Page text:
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HomeBeef‘140 cows are enough’ – Galway dairy farmer
Conor Halpin
Conor Halpin
Journalism intern.
Reading Time: 10 minutes

‘140 cows are enough’ – Galway dairy farmer

In this week’s dairy segment, That’s Farming, speaks to the Armstrong family. Enda Armstrong, a Galway farmer, discusses going into partnership with his father, working overseas, herd expansion, switching to spring-calving, growing 14.6/t of grass and the sector’s challenges.

Enda and Gerard Armstrong, from Kilcolgan, Galway, entered an official farm partnership over a year ago and run a 140-cow herd on an 85-hectare enterprise – consisting of mainly owned land.

The cows are 75% Holstein Friesian, 25% British Friesian and 20% Jersey breeding.

In 2012, Enda (who works on the farm full-time) graduated with a Bachelor of Business in Rural Enterprise and Agri-Business in GMIT in conjunction with Mountbellew Agricultural College.

He furthered his skillset in the agricultural sector by completing a BAgrSc (Hons) (NFQ Level 8) Food and Agribusiness Management at UCD from 2013 to 2015 before returning home to farm in 2019.

In between his studies, Enda travelled to New Zealand and worked on an 880-cow dairy farm of mainly Friesian cows in the Waikato region.

After graduating from college, he lectured at Mountbellew Agricultural College for two years. He taught part-time Green Cert students and distance education courses in year one.

In year two, he lectured Green Cert students, the Level 6 Advanced Certificate in Agriculture (Dairy Herd Management) and Bachelor of Business in Rural Enterprise and Agriculture course.

After that, he travelled to Australia to work on a dairy farm with 550 Holstein Friesian cows in the southeast and worked as an operator in an agricultural contracting firm in western Australia (completing 600-acres of silage).

“My father Gerard has been milking cows since day one. When my grandfather, Michael, was farming, everyone was milking cows,” Enda Armstrong, chairman of South Galway Macra and County Galway Macra, told That’s Farming.

“When I was a young person, we had dairy, beef, and sheep, but we got out of the sheep about twenty years ago.”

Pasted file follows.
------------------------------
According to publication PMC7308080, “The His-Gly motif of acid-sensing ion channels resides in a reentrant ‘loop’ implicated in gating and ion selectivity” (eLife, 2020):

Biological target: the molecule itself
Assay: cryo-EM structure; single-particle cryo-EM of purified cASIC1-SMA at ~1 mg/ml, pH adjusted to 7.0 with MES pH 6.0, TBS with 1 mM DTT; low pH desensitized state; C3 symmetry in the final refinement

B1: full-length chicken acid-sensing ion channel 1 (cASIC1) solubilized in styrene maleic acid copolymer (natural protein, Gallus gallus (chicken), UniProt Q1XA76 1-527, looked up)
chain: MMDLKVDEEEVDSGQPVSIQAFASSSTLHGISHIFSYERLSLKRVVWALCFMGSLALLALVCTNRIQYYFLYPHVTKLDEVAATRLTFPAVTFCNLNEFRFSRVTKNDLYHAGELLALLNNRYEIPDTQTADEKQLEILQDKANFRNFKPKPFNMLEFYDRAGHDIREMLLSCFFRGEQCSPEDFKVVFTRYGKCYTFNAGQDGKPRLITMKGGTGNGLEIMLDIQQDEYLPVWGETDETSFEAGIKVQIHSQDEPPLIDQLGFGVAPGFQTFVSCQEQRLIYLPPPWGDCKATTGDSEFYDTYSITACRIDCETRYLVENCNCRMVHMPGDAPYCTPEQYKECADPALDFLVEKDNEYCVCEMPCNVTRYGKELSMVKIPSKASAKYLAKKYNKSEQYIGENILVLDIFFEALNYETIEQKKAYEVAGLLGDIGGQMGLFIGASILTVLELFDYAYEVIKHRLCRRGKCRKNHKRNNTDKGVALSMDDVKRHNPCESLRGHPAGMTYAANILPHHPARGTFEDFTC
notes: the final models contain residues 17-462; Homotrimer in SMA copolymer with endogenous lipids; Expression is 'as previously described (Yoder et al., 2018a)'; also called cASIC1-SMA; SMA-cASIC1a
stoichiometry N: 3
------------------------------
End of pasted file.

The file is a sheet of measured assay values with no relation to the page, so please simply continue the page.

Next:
“We decided that we were more interested in the dairying side of things. It was very hard to have both, and then lambing and calving at the same time, so it was not ideal.”

Galway dairy farmer

Their desired cow type is a weight of 525-550kgs, has ease of calving, trouble-free and can produce 500kgs of milk solids plus 5,000 litres.

“We went for the Jersey breed to try to bring up our milk solids. We are in a spring-calving system, so you are getting paid for your milk solids. With the British Friesian background in the herd, the proteins would have been around the 3.2%.”

“In my opinion, that was not ideal for the situation or the goal we wanted. We were aiming to produce 450kgs of milk solids this year.”

“So, to get there, we needed to bring some Jersey blood into the herd.”

“We went away from Jersey cows now because we can see the Friesians give as good as milk solids.”

“In my view, genetics have improved so much on them. So, we have gone towards Friesians, plus we do not want the issue of getting rid of Jersey bull calves.”

“In my opinion, it is hard enough this year to sell Friesian bull calves, not to mind crossbreeds. I do not know how farmers with Jerseys and crossbred bull calves are dealing with it.”

The herd’s 2021 Arrabawn Co-op report shows 420kgs of milk solids, 5,000 litres of milk, at 4.42% fat, 3.67% protein, a TBC of 9, an SCC of 126, and a 6-week calving rate of 84%.

According to the family, 720kgs of concentrates per cow (with some silage) achieves the above performance data.

Herd growth

The herd grew gradually by retaining replacements. It has 140 cows at 3.5 LU/HA for 2022 – due to additional land on the milking platform. The family previously stocked “highly” at 4.2 LU/HA.

“Honestly, we never intentionally went out with a big herd expansion. We were around the 100-cow mark for a long time, and then we pushed out the boundary a bit and went to 110 cows, then 120, then 130, and then 140.”

“We have it maxed out to 140 cows, and we are happy with that.”

“With the extra ground in the milking platform, I feel we will be able to bring it down to a more manageable 3.5 LU/HA rather than pushing so hard to 4.2 LU/HA.”

Dairy farmer: Enda and Gerard Armstrong, from Kilcolgan, Co Galway, Ireland, run a 140-cow herd on an 85-hectare enterprise.

Breeding programme

The father and son AI their cows for four weeks and then introduce their Hereford and Angus stock bulls to mop up.

“We usually swap the two stock bulls every day to ensure they are not overworked. So, we have two or three bulls for the cows and two bulls for the heifers.”

“However, we usually leave the two bulls with the heifers at the same time, whereas with the cows, we swap them after milking in the morning.”

The family identify their ideal cows to give a dairy-sired straw in the first four weeks and select a beef sire for their poorer performing cows.

They select their bulls based on an EBI of €288-€360, focusing on proteins, PTAs, and milk solids.

Some of the sires the family use on their herd include (FR7047), (IG) Bauravilla Pistol SRM, (FR6547) (IG) Stamullen Lunasa SRM (FR7356), (IG)Garrynagree Neilly and (AA4089), Intelagri Matteo ET and (HE5346) Fisher Profile.

They use a team of nine AI bulls for cows and five bulls for heifers.

“There have been big improvements in the genetic pool over the last few years.”